(italics & bold not in original)
hat tip to Sandro Magister at Chiesa Online
Thursday, September 11, 2008
Ode to Sarah
The candidate for whom we were prayin'
Has arrived and appears to be stayin'.
Pro-life she preaches
And lives what she teaches.
Her name is Sarah Palin.
Her opponents say Sarah's too green,
But her actions can clearly be seen.
She sent the big jet away
And made government spending go lean.
Sarah tells us that she's a "goil"
Who knows about Alaskan oil.
She's more than willing
To do more drilling
To keep gas on American soil.
Her daughter is pregnant today,
But the girl isn't married, they say.
No - just not tried.
Palin's values are still here to stay.
"But the WAR!" the liberals cry.
"We don't want more soldiers to die!"
Her eldest son Track
Is assigned to Iraq;
Palin says we should still fight, and why
Sarah Palin puts down Obama
With the sweetness of somebody's mama.
She's after the leftists
As well as the terrorists:
You'd better watch out, Osama!
Dr. Jay Boyd is a convert to the Catholic faith, a Psychologist residing in Baker City, Oregon, and a frequent contributor to Homelitic and Pastoral Review who also enjoys writing limericks
Tuesday, September 09, 2008
Monday, September 08, 2008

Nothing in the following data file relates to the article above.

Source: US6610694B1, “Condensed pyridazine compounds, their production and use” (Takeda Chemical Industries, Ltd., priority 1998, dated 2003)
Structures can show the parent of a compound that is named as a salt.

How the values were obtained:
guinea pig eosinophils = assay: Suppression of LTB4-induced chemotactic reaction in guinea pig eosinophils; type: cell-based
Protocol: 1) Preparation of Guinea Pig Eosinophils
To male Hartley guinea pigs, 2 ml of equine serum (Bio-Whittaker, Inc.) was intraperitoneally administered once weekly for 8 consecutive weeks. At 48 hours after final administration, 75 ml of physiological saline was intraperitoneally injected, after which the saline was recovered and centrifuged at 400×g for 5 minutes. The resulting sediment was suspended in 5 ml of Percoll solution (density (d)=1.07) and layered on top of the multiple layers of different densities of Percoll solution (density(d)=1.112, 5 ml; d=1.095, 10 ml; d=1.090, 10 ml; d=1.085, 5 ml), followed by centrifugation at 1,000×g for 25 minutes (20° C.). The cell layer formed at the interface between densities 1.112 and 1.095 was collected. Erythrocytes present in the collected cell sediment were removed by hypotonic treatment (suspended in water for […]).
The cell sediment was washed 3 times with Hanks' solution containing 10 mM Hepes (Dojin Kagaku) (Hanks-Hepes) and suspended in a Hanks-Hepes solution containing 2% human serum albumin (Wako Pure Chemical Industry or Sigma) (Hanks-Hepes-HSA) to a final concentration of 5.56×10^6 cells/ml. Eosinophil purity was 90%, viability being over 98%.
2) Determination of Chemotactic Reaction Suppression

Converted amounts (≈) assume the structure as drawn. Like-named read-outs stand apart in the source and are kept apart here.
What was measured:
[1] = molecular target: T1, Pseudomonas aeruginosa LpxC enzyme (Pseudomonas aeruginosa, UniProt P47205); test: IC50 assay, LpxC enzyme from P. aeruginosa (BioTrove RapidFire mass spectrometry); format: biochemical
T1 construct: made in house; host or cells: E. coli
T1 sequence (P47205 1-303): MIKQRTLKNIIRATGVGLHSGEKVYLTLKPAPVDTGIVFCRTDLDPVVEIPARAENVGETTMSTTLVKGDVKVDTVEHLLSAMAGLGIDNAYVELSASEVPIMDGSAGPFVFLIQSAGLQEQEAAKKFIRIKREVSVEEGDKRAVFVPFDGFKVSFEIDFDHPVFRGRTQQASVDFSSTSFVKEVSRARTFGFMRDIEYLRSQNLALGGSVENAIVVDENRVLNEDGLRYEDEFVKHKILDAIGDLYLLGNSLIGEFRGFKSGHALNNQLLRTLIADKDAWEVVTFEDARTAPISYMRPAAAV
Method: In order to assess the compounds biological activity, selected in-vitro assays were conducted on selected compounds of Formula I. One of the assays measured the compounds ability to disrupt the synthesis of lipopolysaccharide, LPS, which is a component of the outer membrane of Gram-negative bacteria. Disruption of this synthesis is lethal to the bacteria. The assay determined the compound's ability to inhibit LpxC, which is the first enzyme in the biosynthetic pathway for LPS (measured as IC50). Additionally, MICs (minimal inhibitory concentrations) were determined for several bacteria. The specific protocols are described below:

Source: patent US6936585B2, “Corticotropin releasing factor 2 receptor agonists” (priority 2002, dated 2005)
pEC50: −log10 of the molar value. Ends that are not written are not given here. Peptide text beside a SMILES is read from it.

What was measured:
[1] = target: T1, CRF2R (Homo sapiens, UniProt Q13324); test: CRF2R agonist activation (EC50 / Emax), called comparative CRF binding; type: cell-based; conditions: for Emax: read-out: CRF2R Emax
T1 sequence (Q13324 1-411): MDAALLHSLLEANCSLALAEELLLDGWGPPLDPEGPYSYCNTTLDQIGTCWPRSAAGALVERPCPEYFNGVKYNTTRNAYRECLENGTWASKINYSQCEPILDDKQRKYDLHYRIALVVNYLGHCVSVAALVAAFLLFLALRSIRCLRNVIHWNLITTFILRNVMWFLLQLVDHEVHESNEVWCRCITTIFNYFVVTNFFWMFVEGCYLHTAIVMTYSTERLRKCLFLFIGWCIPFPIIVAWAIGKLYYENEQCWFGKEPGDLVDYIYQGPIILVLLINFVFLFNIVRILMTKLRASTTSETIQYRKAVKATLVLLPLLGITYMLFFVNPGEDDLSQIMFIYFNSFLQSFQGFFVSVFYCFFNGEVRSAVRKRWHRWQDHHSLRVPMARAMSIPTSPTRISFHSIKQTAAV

... and the beach at Coos Bay was cold and windy, but there is still sand in my shoes and a sand-dollar in my pocket.
Sea food on the coast? I'm staying home, and sticking to Winco & my BBQ!
Thursday, September 04, 2008
When pointing out to the Schillebeeckx sycophants, that they are following the advice of someone who had gone off the rails sufficiently to earn the rebuke of the Congregation of the Doctrine of the faith, they typically respond that this is the finest Dominican tradition, pointing to the Angelic doctor as someone who caught the ire of his contemporaries, who accused him of treading at or across the line of orthodoxy. By extension, then, they exonerate themselves, styling themselves as the beacons of an expanded orthodoxy, rather than narrow minded souls clinging to the past and afraid of anything new.
The point must be called; are they really what they are claiming so shamelessly?
But I say: the angelic doctor never rejected any of the received doctrine of his time, he looked for ways to go deeper in understanding it. He was never censured for denial of the truths of our faith. On the contrary, the so called lights of our age, be they Teilhard de Chardin, Carl Rahner, Ed. Schillenbugger, or Matthew Fox, all have abandoned the received deposit of faith in one dogma or another, and sought to replace it with something anathama to that faith. I suspect that this is why their disciples are quick to criticize the church, and equally quick to provide apologetics to the hesiarchs of the protestant deformation. Follow the blind man, fall into the pit; I read that in a good book.
I bring this up because it is the charism of St. Dominic which brings one to want to be a Dominican. The Schillebeeckan 'vision' (or hot flash?) is what? conformity to the world? which offers... what?
I'm off to Oregon for a few days for my niece's wedding on Sunday.